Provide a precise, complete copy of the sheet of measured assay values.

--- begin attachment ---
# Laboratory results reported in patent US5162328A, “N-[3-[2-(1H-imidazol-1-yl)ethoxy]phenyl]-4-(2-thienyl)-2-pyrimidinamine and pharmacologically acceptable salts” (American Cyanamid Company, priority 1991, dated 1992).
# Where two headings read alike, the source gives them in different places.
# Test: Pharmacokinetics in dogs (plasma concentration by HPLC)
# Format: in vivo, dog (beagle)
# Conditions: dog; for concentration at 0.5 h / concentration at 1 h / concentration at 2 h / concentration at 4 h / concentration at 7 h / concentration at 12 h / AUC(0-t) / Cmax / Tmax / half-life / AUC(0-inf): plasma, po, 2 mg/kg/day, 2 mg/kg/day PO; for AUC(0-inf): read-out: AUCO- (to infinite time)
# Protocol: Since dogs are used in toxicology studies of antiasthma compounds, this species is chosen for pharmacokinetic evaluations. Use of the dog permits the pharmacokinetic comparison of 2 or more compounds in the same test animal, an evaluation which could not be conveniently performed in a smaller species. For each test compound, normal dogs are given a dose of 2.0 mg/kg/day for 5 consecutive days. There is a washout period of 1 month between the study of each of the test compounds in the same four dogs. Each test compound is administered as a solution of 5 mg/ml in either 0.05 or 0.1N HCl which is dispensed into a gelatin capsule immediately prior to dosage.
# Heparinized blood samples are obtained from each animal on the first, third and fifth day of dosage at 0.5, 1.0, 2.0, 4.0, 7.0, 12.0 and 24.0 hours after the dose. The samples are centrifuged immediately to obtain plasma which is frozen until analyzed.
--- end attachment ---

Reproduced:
# Laboratory results reported in patent US5162328A, “N-[3-[2-(1H-imidazol-1-yl)ethoxy]phenyl]-4-(2-thienyl)-2-pyrimidinamine and pharmacologically acceptable salts” (American Cyanamid Company, priority 1991, dated 1992).
# Where two headings read alike, the source gives them in different places.
# Test: Pharmacokinetics in dogs (plasma concentration by HPLC)
# Format: in vivo, dog (beagle)
# Conditions: dog; for concentration at 0.5 h / concentration at 1 h / concentration at 2 h / concentration at 4 h / concentration at 7 h / concentration at 12 h / AUC(0-t) / Cmax / Tmax / half-life / AUC(0-inf): plasma, po, 2 mg/kg/day, 2 mg/kg/day PO; for AUC(0-inf): read-out: AUCO- (to infinite time)
# Protocol: Since dogs are used in toxicology studies of antiasthma compounds, this species is chosen for pharmacokinetic evaluations. Use of the dog permits the pharmacokinetic comparison of 2 or more compounds in the same test animal, an evaluation which could not be conveniently performed in a smaller species. For each test compound, normal dogs are given a dose of 2.0 mg/kg/day for 5 consecutive days. There is a washout period of 1 month between the study of each of the test compounds in the same four dogs. Each test compound is administered as a solution of 5 mg/ml in either 0.05 or 0.1N HCl which is dispensed into a gelatin capsule immediately prior to dosage.
# Heparinized blood samples are obtained from each animal on the first, third and fifth day of dosage at 0.5, 1.0, 2.0, 4.0, 7.0, 12.0 and 24.0 hours after the dose. The samples are centrifuged immediately to obtain plasma which is frozen until analyzed.